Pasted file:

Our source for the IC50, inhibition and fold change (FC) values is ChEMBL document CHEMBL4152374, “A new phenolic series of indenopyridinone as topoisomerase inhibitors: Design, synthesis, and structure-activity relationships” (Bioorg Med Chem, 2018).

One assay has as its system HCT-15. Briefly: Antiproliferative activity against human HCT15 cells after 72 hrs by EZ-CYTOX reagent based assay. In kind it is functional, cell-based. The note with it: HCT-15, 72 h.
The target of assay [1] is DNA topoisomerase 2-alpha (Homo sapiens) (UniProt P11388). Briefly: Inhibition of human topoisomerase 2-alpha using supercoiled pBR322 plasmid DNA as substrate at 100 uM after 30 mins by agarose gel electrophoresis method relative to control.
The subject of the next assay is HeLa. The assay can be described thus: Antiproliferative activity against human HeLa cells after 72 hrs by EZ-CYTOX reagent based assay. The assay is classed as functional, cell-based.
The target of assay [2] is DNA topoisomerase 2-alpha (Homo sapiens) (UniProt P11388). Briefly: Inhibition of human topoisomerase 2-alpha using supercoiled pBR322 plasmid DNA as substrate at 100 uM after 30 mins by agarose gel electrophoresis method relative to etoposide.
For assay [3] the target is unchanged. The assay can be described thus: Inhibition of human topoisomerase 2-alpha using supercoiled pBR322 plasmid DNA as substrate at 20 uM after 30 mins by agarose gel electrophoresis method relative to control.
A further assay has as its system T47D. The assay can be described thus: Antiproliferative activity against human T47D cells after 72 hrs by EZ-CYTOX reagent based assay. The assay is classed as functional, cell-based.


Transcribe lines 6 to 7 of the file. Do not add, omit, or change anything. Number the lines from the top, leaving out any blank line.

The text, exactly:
For assay [3] the target is unchanged. The assay can be described thus: Inhibition of human topoisomerase 2-alpha using supercoiled pBR322 plasmid DNA as substrate at 20 uM after 30 mins by agarose gel electrophoresis method relative to control.
A further assay has as its system T47D. The assay can be described thus: Antiproliferative activity against human T47D cells after 72 hrs by EZ-CYTOX reagent based assay. The assay is classed as functional, cell-based.